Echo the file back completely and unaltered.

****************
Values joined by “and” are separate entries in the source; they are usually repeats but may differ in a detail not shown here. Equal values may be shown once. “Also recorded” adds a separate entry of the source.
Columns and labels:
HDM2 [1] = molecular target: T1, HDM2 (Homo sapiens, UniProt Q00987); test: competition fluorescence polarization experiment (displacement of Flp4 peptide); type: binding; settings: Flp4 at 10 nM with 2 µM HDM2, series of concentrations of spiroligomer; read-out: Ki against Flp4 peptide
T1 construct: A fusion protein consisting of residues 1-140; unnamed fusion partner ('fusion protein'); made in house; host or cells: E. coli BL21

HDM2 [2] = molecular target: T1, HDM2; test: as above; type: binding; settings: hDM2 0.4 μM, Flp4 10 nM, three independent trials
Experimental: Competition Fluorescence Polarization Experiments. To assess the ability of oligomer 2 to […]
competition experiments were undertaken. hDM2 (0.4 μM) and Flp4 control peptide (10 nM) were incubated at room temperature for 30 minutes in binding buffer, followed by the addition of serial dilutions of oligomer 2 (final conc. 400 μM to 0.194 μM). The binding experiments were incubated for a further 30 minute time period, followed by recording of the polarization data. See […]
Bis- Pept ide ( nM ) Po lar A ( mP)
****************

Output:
Values joined by “and” are separate entries in the source; they are usually repeats but may differ in a detail not shown here. Equal values may be shown once. “Also recorded” adds a separate entry of the source.
Columns and labels:
HDM2 [1] = molecular target: T1, HDM2 (Homo sapiens, UniProt Q00987); test: competition fluorescence polarization experiment (displacement of Flp4 peptide); type: binding; settings: Flp4 at 10 nM with 2 µM HDM2, series of concentrations of spiroligomer; read-out: Ki against Flp4 peptide
T1 construct: A fusion protein consisting of residues 1-140; unnamed fusion partner ('fusion protein'); made in house; host or cells: E. coli BL21

HDM2 [2] = molecular target: T1, HDM2; test: as above; type: binding; settings: hDM2 0.4 μM, Flp4 10 nM, three independent trials
Experimental: Competition Fluorescence Polarization Experiments. To assess the ability of oligomer 2 to […]
competition experiments were undertaken. hDM2 (0.4 μM) and Flp4 control peptide (10 nM) were incubated at room temperature for 30 minutes in binding buffer, followed by the addition of serial dilutions of oligomer 2 (final conc. 400 μM to 0.194 μM). The binding experiments were incubated for a further 30 minute time period, followed by recording of the polarization data. See […]
Bis- Pept ide ( nM ) Po lar A ( mP)